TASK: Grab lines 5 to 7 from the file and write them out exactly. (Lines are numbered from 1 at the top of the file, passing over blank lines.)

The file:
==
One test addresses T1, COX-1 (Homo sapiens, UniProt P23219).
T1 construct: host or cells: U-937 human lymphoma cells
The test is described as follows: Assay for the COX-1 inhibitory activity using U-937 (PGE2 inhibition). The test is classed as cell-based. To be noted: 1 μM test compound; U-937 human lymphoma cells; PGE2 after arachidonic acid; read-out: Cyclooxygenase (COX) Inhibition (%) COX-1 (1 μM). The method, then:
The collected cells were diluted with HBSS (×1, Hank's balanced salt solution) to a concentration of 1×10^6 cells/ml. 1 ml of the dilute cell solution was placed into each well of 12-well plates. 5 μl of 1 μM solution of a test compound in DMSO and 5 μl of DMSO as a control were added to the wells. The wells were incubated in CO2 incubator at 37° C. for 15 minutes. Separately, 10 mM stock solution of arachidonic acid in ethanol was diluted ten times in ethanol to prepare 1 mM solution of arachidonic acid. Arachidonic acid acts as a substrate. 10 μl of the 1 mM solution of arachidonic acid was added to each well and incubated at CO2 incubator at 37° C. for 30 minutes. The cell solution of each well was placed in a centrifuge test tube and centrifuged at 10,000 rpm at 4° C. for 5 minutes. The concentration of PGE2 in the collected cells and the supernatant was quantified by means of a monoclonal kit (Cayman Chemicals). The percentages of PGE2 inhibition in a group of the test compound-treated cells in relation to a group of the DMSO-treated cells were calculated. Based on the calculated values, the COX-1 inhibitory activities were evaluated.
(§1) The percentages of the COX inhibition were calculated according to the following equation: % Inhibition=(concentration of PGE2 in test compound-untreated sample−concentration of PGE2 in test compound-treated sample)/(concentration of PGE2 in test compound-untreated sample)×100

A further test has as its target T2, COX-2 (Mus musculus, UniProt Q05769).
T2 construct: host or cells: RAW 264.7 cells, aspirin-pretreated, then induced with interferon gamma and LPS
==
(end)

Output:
(§1) The percentages of the COX inhibition were calculated according to the following equation: % Inhibition=(concentration of PGE2 in test compound-untreated sample−concentration of PGE2 in test compound-treated sample)/(concentration of PGE2 in test compound-untreated sample)×100

A further test has as its target T2, COX-2 (Mus musculus, UniProt Q05769).
T2 construct: host or cells: RAW 264.7 cells, aspirin-pretreated, then induced with interferon gamma and LPS